How should the Chiefs measure the success of Patrick Mahomes contract extension?

PITTSBURGH, PA - SEPTEMBER 16: Patrick Mahomes #15 of the Kansas City Chiefs walks off the field at the conclusion of a 42-37 win over the Pittsburgh Steelers at Heinz Field on September 16, 2018 in Pittsburgh, Pennsylvania. (Photo by Justin Berl/Getty Images)
PITTSBURGH, PA - SEPTEMBER 16: Patrick Mahomes #15 of the Kansas City Chiefs walks off the field at the conclusion of a 42-37 win over the Pittsburgh Steelers at Heinz Field on September 16, 2018 in Pittsburgh, Pennsylvania. (Photo by Justin Berl/Getty Images) /

How should the Kansas City Chiefs ultimately measure the success of Patrick Mahomes contract?

When the Kansas City Chiefs and star quarterback Patrick Mahomes came to an agreement on a 10 year, $503 million contract extension, it was an absolute steal for the franchise. Fans and media pundits alike have praised general manager Brett Veach for getting the deal done, and Mahomes himself for signing a deal that likely will cost him money in the long run, given the nature of quarterback contracts in the NFL.

In 12 years, will we still feel the same way? Perhaps more importantly, how will we evaluate the contract when it is over to determine whether or not it was a successful deal for Kansas City in terms of competitive success? (There is almost no chance that it is not a success financially.)

The answer must come down to the number of Super Bowls that Mahomes leads the Chiefs to between now and 2031, right? I think if you asked most Chiefs fans, they’d say two or three more rings would likely be a great result from the Patrick Mahomes era of Kansas City football.

The real answer is more nuanced than that, however. We all believe that having Mahomes on the team substantially increases the odds of competing for (and winning) Lombardi Trophies each year, but there are many other factors involved in that result—the talent of the roster around him, luck, injuries, et cetera—that make it difficult to evaluate Mahomes on that lone metric.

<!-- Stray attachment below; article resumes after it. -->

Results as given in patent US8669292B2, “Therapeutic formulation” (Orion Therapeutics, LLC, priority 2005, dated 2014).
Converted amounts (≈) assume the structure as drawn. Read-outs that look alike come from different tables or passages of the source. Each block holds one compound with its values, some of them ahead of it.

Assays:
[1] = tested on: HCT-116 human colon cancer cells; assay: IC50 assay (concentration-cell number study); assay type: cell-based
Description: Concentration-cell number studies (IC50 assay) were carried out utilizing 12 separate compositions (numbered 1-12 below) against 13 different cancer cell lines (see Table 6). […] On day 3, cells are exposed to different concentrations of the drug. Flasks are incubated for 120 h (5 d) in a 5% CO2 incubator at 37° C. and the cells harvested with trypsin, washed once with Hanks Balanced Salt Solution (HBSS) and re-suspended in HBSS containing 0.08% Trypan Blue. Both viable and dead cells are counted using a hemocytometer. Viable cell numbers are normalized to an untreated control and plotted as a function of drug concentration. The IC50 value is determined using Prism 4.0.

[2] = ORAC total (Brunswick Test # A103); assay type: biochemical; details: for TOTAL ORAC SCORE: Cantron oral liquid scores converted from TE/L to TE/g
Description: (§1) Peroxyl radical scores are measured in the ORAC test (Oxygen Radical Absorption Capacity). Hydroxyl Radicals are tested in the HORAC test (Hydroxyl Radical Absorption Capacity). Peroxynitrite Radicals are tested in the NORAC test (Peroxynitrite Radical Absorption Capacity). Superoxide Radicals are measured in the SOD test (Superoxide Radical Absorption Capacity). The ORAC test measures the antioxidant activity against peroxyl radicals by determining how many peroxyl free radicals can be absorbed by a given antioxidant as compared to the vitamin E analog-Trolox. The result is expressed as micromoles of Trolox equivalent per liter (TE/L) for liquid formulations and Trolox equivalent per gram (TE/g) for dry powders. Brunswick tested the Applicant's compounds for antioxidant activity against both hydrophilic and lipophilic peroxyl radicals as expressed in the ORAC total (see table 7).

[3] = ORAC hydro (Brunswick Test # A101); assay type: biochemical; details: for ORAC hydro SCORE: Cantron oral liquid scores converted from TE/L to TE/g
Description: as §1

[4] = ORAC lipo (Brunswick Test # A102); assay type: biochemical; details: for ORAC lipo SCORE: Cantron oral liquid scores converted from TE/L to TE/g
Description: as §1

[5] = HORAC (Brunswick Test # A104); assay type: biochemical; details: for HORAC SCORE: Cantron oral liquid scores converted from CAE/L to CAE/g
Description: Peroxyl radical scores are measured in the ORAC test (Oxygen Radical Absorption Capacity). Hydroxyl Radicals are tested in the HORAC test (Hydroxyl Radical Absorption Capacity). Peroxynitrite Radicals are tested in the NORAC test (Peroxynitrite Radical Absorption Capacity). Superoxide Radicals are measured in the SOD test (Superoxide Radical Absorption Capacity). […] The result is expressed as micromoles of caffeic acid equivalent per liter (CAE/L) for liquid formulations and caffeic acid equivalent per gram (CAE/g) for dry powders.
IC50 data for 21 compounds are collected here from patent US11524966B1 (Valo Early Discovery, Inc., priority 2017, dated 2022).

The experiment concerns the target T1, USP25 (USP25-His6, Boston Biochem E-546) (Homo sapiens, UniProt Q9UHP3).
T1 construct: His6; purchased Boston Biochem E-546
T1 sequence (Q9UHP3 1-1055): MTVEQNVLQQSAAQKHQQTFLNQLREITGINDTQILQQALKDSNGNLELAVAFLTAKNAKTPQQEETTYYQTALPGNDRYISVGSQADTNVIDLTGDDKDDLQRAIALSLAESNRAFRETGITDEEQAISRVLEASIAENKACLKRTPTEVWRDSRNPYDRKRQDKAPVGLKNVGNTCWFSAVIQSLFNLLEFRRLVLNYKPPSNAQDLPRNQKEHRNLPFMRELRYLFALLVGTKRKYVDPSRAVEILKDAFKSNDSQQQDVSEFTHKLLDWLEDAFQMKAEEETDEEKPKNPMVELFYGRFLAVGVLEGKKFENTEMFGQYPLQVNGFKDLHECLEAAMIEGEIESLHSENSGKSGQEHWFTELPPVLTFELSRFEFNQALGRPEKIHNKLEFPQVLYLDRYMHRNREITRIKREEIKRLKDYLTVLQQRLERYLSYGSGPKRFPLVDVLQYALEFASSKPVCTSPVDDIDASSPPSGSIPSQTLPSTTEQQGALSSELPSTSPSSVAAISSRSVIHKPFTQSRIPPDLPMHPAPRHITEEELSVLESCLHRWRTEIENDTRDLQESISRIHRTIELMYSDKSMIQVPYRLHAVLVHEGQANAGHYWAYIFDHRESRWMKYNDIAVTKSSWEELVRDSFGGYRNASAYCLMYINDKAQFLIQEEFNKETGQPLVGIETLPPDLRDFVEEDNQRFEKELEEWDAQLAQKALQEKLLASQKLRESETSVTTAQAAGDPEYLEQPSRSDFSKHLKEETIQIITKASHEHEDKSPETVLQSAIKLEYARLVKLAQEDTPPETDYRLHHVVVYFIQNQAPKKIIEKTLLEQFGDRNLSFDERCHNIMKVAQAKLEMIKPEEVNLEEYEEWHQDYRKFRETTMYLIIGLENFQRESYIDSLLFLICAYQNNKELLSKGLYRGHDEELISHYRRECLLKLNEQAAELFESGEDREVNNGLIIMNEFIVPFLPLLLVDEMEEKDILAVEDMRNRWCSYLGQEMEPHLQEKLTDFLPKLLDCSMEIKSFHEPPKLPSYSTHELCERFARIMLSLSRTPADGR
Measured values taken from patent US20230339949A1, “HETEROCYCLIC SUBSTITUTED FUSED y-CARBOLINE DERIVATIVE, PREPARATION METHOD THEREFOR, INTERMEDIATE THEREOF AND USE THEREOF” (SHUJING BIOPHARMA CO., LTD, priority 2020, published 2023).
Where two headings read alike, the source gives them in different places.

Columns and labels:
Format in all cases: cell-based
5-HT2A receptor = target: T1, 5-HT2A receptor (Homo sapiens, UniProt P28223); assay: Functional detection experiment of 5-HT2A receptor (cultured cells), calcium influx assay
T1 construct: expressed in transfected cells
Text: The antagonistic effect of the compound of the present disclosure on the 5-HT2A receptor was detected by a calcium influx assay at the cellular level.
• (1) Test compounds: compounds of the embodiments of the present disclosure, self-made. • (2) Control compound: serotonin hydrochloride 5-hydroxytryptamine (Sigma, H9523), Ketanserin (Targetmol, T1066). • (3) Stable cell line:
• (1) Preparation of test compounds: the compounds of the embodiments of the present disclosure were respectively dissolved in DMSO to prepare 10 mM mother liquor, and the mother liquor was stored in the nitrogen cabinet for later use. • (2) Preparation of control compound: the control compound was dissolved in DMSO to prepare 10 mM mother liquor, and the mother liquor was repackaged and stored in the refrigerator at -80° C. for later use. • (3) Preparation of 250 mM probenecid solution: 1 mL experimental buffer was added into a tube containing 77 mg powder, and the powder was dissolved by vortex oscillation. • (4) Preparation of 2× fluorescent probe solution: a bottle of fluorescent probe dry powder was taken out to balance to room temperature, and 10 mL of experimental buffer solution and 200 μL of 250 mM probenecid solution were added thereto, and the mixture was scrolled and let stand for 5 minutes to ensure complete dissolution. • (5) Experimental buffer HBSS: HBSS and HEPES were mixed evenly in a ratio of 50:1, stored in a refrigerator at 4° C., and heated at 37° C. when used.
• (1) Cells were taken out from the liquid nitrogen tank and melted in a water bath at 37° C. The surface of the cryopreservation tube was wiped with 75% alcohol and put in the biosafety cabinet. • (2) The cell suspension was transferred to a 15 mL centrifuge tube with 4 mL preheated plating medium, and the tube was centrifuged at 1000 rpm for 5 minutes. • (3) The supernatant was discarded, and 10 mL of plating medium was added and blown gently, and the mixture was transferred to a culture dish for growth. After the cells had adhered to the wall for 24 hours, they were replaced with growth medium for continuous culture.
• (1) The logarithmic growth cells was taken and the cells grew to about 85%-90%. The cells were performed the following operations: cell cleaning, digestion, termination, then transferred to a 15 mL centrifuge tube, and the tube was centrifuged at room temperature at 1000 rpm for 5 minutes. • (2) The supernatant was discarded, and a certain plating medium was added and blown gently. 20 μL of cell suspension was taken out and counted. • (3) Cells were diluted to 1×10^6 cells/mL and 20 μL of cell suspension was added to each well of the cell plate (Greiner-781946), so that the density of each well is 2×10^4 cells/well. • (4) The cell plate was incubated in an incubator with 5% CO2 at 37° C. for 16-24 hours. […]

Instead, we should decide now, before he starts playing on the contract, what a “successful” extension looks like for Mahomes, competitively speaking.

For me, I think that the answer is where the Super Bowl LIV MVP ranks in terms of total QBR season-to-season. If I’m the Chiefs’ organization, I want my star quarterback, who I just signed to the richest contract in sports history, to be a top five quarterback for nearly every year of the deal to justify the investment I’ve just made in him. I think that I would choose to use QBR (quarterback rating) as my metric, which is explained here. It seems like the fairest and most objective way to measure a quarterback’s individual success and ability.

Is it reasonable to expect that Mahomes will finish in the top five of Total QBR every year of the extension, from 2022-2031? For me, I think that the expectation should be seven seasons. If, during the years from 2022-2031, Patrick Mahomes finishes in the top five of QBR seven out of 10 seasons, the Chiefs should view the contract as a competitive success. That would show tremendous consistency, yet it gives room for an off year that happens to everyone, and provides acknowledgement that never missing a year due to injury would be a highly unlikely career. For context, Mahomes was first in Total QBR in 2018 and second in 2019.

How about you? How will you decide if Mahomes’ contract extension was a success for Kansas City when looking back on it in 2031?